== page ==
Colombia's Simón Mejía Plugs Into the Natural World on 'Mirla'

Bomba Estéreo founder Simón Mejía electrifies nature for a different kind of jungle music on his debut solo album, Mirla.


The Flaming Lips Reimagine Tom Petty's Life in Oklahoma on 'American Head'

The Flaming Lips' American Head is a trip, a journey to the past that one doesn't want to return to but never wants to forget.


Tim Bowness of No-Man Discusses Thematic Ambition Amongst Social Division

With the release of his seventh solo album, Late Night Laments, Tim Bowness explores global tensions and considers how musicians can best foster mutual understanding in times of social unrest.


Angel Olsen Creates a 'Whole New Mess'

No one would call Angel Olsen's Whole New Mess a pretty album. It's much too stark. But there's something riveting about the way Olsen coos to herself that's soft and comforting.


What 'O Brother, Where Art Thou?' Gets Right (and Wrong) About America

Telling the tale of the cyclops through the lens of high and low culture, in O'Brother, Where Art Thou? the Coens hammer home a fatalistic criticism about the ways that commerce, violence, and cosmetic Christianity prevail in American society .


Masma Dream World Go Global and Trippy on "Sundown Forest" (premiere)

Dancer, healer, musician Devi Mambouka shares the trippy "Sundown Forest", which takes listeners deep into the subconscious and onto a healing path.


Alright Alright's "Don't Worry" Is an Ode for Unity in Troubling Times (premiere)

Alright Alright's "Don't Worry" is a gentle, prayerful tune that depicts the heart of their upcoming album, Crucible.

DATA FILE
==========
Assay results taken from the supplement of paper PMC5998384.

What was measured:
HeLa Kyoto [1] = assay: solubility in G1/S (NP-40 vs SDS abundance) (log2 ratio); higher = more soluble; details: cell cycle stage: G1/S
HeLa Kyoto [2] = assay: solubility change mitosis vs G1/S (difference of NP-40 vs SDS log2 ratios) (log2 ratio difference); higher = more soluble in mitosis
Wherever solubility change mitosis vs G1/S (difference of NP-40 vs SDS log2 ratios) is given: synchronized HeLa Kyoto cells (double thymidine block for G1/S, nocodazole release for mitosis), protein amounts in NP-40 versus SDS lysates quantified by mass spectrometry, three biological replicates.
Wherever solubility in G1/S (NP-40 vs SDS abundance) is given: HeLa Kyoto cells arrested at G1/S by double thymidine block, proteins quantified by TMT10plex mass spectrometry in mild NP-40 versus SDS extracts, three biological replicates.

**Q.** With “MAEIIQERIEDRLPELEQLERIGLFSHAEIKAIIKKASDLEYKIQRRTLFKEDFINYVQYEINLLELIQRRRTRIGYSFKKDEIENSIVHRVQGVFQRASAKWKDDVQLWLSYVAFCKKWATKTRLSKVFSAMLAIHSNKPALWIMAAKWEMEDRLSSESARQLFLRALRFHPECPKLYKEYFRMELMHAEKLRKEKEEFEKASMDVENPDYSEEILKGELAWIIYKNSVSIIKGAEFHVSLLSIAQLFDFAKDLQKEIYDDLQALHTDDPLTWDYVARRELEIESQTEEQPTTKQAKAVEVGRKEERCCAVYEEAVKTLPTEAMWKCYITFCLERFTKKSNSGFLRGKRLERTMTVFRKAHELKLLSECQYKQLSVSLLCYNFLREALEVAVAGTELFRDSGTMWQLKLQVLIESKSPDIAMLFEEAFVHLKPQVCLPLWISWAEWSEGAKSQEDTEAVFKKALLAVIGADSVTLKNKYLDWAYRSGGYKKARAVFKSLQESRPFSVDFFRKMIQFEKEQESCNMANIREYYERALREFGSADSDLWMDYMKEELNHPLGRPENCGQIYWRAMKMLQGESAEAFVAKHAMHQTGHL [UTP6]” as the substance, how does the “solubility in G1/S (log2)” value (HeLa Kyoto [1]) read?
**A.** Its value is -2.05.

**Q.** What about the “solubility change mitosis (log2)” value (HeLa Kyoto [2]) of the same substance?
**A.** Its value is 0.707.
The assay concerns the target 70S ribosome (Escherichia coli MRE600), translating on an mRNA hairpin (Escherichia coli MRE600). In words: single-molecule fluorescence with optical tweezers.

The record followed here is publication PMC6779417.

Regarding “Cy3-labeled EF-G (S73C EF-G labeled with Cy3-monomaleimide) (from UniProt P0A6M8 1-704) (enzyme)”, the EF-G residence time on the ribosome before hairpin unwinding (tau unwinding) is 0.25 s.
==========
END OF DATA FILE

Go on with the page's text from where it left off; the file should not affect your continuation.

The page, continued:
'What a Fantastic Death Abyss': David Bowie's 'Outside' at 25

David Bowie's Outside signaled the end of him as a slick pop star and his reintroduction as a ragged-edged arty agitator.


Dream Folk's Wolf & Moon Awaken the Senses with "Eyes Closed" (premiere)

Berlin's Wolf & Moon are an indie folk duo with a dream pop streak. "Eyes Closed" highlights this aspect as the act create a deep sense of atmosphere and mood with the most minimal of tools.


Ranking the Seasons of 'The Wire'

Years after its conclusion, The Wire continues to top best-of-TV lists. With each season's unique story arc, each viewer is likely to have favorites.


Paul Reni's Silent Film 'The Man Who Laughs' Is Serious Cinema

There's so much tragedy present, so many skullduggeries afoot, and so many cruel and vindictive characters in attendance that a sad and heartbreaking ending seems to be an obvious given in Paul Reni's silent film, The Man Who Laughs.


The Grahams Tell Their Daughter "Don't Give Your Heart Away" (premiere)

The Grahams' sweet-sounding "Don't Give Your Heart Away" is rooted in struggle, inspired by the couples' complicated journey leading up to their daughter's birth.

Collapse Expand Reviews

Collapse Expand Features

PM Picks
Collapse Expand Pm Picks

© 1999-2020 All rights reserved.
PopMatters is wholly independent, women-owned and operated.